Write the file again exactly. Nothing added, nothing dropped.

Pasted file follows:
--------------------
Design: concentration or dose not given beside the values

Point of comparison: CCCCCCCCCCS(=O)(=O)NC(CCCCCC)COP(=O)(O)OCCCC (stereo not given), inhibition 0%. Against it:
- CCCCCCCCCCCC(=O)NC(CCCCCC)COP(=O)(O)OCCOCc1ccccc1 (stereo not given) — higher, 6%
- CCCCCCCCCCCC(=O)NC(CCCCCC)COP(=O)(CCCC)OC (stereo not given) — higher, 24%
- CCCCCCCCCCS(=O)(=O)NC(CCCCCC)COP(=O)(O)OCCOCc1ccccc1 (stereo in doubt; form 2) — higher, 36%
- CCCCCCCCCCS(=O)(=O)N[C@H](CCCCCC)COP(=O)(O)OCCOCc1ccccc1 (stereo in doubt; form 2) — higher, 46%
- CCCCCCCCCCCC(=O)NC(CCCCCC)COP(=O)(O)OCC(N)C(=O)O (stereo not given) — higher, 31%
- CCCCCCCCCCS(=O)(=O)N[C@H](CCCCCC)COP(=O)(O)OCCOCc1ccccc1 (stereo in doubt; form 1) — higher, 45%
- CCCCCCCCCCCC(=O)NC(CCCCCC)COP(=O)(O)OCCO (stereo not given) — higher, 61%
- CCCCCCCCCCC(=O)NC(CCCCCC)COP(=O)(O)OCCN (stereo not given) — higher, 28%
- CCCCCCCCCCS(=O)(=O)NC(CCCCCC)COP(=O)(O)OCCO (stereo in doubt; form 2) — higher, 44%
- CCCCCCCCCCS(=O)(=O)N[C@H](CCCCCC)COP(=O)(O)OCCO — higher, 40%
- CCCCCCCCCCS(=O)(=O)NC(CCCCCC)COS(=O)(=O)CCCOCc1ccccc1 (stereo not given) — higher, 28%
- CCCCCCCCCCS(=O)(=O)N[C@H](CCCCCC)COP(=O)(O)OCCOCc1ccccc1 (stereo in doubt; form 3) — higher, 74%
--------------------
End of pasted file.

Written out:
Design: concentration or dose not given beside the values

Point of comparison: CCCCCCCCCCS(=O)(=O)NC(CCCCCC)COP(=O)(O)OCCCC (stereo not given), inhibition 0%. Against it:
- CCCCCCCCCCCC(=O)NC(CCCCCC)COP(=O)(O)OCCOCc1ccccc1 (stereo not given) — higher, 6%
- CCCCCCCCCCCC(=O)NC(CCCCCC)COP(=O)(CCCC)OC (stereo not given) — higher, 24%
- CCCCCCCCCCS(=O)(=O)NC(CCCCCC)COP(=O)(O)OCCOCc1ccccc1 (stereo in doubt; form 2) — higher, 36%
- CCCCCCCCCCS(=O)(=O)N[C@H](CCCCCC)COP(=O)(O)OCCOCc1ccccc1 (stereo in doubt; form 2) — higher, 46%
- CCCCCCCCCCCC(=O)NC(CCCCCC)COP(=O)(O)OCC(N)C(=O)O (stereo not given) — higher, 31%
- CCCCCCCCCCS(=O)(=O)N[C@H](CCCCCC)COP(=O)(O)OCCOCc1ccccc1 (stereo in doubt; form 1) — higher, 45%
- CCCCCCCCCCCC(=O)NC(CCCCCC)COP(=O)(O)OCCO (stereo not given) — higher, 61%
- CCCCCCCCCCC(=O)NC(CCCCCC)COP(=O)(O)OCCN (stereo not given) — higher, 28%
- CCCCCCCCCCS(=O)(=O)NC(CCCCCC)COP(=O)(O)OCCO (stereo in doubt; form 2) — higher, 44%
- CCCCCCCCCCS(=O)(=O)N[C@H](CCCCCC)COP(=O)(O)OCCO — higher, 40%
- CCCCCCCCCCS(=O)(=O)NC(CCCCCC)COS(=O)(=O)CCCOCc1ccccc1 (stereo not given) — higher, 28%
- CCCCCCCCCCS(=O)(=O)N[C@H](CCCCCC)COP(=O)(O)OCCOCc1ccccc1 (stereo in doubt; form 3) — higher, 74%